Humbled Dizzy Dean Dazzled Gregg County
By Van Craddock
It was the night Ol' Diz wowed 'em in Longview, and learned a little humility in the process.
Jay Hanna "Dizzy" Dean was one of baseball's most colorful figures, whether tossing strikes from the mound or throwing out his own particular brand of the king's English from the broadcast booth.
He also wasn't exactly shy when it came to bragging about his pitching abilities or those of his brother, fellow St. Louis Cardinal teammate Paul "Daffy" Dean.
In 1934, Dizzy and Daffy won 49 games for the Cardinals, and Dizzy won another 28 the following season.
Now it was October 1935, and the folks in Longview were pretty excited, although a little skeptical, about a post-season pitching exhibition the 24-year-old Dizzy was scheduled to put on at the old Fair Park field on the south end of town. You see, there seemed to be some doubt that Dizzy would follow through on his appearance.
A couple of days earlier, Dizzy had refused to take the field in Chattanooga, Tenn., when he saw that only 300 paying customers had shown up. Learning his exhibition pay would be a meager $40, he told the Tennessee officials, "I wouldn't even walk out on the field for forty dollars." With that, he packed up and headed for New Orleans, where he also left promoters holding the bag because of another small turnout.
In Longview, however, the locals were more than thrilled to have major leaguers trek through their part of the East Texas Piney Woods. Why, on Oct. 5, a huge crowd had showed up to see the great Rogers Hornsby, to this day still regarded as the greatest right-handed hitter of all time, lead a group of American League all-stars in a local game against a semi-pro outfit.
On Saturday, Oct. 19, 1935, Dizzy Dean arrived in Longview for his pitching duties with a game featuring two oil company semi-pro teams. By game time that night more than 1,500 had crowded into the park to see the young Arkansas native who had been setting the National League afire. They weren't disappointed.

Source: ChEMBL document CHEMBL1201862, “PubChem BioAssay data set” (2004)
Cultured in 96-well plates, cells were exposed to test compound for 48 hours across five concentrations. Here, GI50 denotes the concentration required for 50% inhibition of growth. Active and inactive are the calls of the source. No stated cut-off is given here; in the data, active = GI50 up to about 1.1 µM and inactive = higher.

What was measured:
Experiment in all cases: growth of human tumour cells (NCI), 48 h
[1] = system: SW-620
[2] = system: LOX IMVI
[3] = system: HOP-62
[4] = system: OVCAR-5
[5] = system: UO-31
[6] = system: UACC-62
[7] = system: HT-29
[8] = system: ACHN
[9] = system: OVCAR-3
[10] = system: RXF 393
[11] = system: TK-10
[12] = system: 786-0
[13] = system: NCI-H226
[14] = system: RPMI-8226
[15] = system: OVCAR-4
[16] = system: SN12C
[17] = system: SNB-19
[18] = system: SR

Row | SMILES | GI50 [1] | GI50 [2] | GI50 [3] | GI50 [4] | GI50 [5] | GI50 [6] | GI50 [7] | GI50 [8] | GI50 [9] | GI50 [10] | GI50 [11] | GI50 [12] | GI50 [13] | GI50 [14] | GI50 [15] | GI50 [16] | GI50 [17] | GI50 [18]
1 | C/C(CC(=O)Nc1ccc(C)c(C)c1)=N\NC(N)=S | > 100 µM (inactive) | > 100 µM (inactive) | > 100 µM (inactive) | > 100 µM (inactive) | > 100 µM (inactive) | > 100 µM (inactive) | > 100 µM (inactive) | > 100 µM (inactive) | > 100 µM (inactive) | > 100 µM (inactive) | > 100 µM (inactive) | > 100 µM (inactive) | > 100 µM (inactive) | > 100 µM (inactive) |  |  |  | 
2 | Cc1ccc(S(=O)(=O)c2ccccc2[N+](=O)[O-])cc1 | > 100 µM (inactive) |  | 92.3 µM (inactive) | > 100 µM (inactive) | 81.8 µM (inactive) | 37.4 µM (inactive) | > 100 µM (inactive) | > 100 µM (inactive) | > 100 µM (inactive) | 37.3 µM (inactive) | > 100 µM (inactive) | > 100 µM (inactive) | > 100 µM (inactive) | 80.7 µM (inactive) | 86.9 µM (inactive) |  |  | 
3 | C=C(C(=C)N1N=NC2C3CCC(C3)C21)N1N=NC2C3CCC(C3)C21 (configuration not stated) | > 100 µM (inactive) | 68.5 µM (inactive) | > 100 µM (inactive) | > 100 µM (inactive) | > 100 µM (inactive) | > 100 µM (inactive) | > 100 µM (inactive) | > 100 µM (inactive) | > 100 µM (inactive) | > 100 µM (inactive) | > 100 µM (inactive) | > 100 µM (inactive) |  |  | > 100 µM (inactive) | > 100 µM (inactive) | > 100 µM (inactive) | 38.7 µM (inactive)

Dizzy "stepped upon the mound at Fair Park Saturday night and hurled a brand of ball seldom seen in this section," reported the Longview Daily News. "He pitched as beautiful a brand of ball as the customers could ask for, and gave them the show they came to see."
In his outing, the paper reported "the bragging, boasting Dean struck out seven batters, collected himself a hit, stole three bases and made one sacrifice."
But the biggest hit, of course, had been Dizzy, and he was most appreciative of the fans' reception. He realized just how badly people wanted to see him pitch, and just how mistaken he'd been in walking out of the earlier exhibitions. So following the Longview game, he decided to right the wrongs in Chattanooga and New Orleans.
He headed down to the Western Union office and dispatched telegrams to the wronged promoters. "Realize I made mistake by refusing to play game," the telegram read. "If you will forward to me amount of loss in promoting game, I will pay it." Dizzy even offered to put on pitching exhibitions for free.
It probably was one of the few times in Dizzy's life that he had been humbled.
An injury cut short Dizzy's career in 1941, but it wasn't enough to keep him out of the Baseball Hall of Fame. Later he went into broadcasting, where he became famous (infamous?) for his declarations that players had "slud into second base" or had "throwed a curveball" that broke so much it had "come by way of Port Arthur."
Dizzy Dean, the second-grade dropout who possibly was the most colorful personality Major League baseball ever knew, died July 17, 1974.